Belle of Claremont Hornpipe
BELLE OF CLAREMONT HORNPIPE. AKA and see "Dolly Brown." See "Wagoner (1)," "Tennessee Wagoner." American, Hornpipe. C Major (Cole, Ford, Ryan): D Major (Kerr). Standard tuning. AABB (Cole, Ford): AA'BB' (Kerr). The tune that R.P. Christeson believes "Wagoner" is derived from. Bayard (1981) agrees, in part, but says both come from older tunes. See my summary of Bayard's research under "Tennessee Wagoner."
The origins of the title are unclear. If was assume an American provenance for the title, the most famous 'Claremonts' are Robert Fulton's original steamship of that name (spelled somewhat differently, The Clermont), and the mansion it was named for, Claremont, New York, on the banks of the river (the Hudson) that his steamship plied. The mansion stood north of Grant's Tomb and was built soon after the American Revolution by one Michael Hogan, who had once been a fellow midshipman with Prince William, King George III's third son. Hogan entertained the Prince at Claremont when the latter visited America. Later, when Joseph Bonaparte, Napoleon's elder brother, was in America after the Battle of Waterloo, he lived at Claremont. Fulton's steamship had its first trials on the river opposite the mansion. An 1893 account entitled "Sunday in Greenwich Village" (see http://www.oldandsold.com/articles11/new-york-history-16.shtml) records that "Two of the company on Fulton's first steamboat voyage down the Hudson have but lately passed to the other side of the sea of time. Dr. William Perry, who lived at Exeter, New Hampshire, and who survived his ninety-eighth birthday, rode from Albany to Kingston on the return trip of the steamboat, and had a vivid remembrance of the incidents of that eventful voyage. He declared that the name of the boat was not the Clermont, and has been generally accepted, but Katharine of Claremont, so called in honor of Fulton's wife, who was a daughter of Chancellor Livingston, and her family, to whose liberality he owed the money to carry out his idea of a vessel propelled by steam." It is possible, then, that the 'belle' of the title was Katharine.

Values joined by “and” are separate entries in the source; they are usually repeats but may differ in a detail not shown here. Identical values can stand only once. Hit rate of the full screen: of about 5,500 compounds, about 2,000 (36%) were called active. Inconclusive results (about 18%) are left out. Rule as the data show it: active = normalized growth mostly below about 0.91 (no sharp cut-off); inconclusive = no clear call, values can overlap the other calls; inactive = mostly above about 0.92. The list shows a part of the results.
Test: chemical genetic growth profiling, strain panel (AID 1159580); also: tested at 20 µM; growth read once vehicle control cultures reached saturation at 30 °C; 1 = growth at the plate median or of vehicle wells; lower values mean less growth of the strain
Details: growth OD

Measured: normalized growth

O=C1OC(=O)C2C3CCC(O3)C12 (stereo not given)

Alternatively, there were connections in Ryan's Mammoth Collection with mid-18th century musicians from around Claremont, New Hampshire, from whom this title possibly derived. Michael McKernon has uncovered through his researches a musical northern New England family named Densmore who are credited in Ryan's with a couple of tunes. Michael identifies the Densmores from old accounts as "probably O. Densmore from Chelsea, Vermont, who led a dance band in the 1840's and 1850's, and/or a relative of C. Densmore, Claremont, New Hampshire, a musician/band leader of the same era. Though I have no record of a T. Densmore per se, the Messrs. Densmore' from Chelsea (along with a Densmore [probably C.] from Claremont), joined more than two dozen musicians who played at a Musicians' Annual Ball in Lebanon, New Hampshire, in 1847. O. Densmore was (at least) once listed as playing the 'clarionet' (clarinet)." [Fiddle-L archives, 20 Feb, 2001). Although there is no date of publication for the Kerr's Merry Melody collections, they were published around the same time as Ryan's Mammoth (1883) and share many of the same tunes. It is hard to tell which was published first, although a review of titles suggests Ryan's was the earlier publication.
Printed sources: Cole (1000 Fiddle Tunes), 1940; p. 106. Ford (Traditional Music in America), 1940; p. 121 (appears as "Dolly Brown"). Kerr (Merry Melodies), vol. 2, c. 1880's; No. 352, p. 39. Ryan's Mammoth Collection, 1883; p. 142.
X:1 T:Belle of Claremont M:2/4 L:1/8 R:Hornpipe S:Ryan's Mammoth Collection (1883) Z:AK/Fiddler's Companion K:C C/C/C C/E/G/E/ | c/E/G/E/ c/E/G/E/ | D/D/D D/F/A/F/ | d/F/A/F/ d/F/E/D/ | C/C/C C/E/G/E/ | c/E/G/E/ c/E/G/E/ | D/f/e/f/ e/d/c/B/ | [Ec][Ec][Ec]z :: e/c/.c e/c/g/c/ | e/c/c/e/ .gd/c/ | B/G/.G B/G/d/G/ | B/G/G/B/ d/f/e/d/ | e/c/.c e/c/g/c/ | e/c/c/e/ gG | A/a/g/f/ e/d/c/B/ | [Ec][Ec][Ec]z :||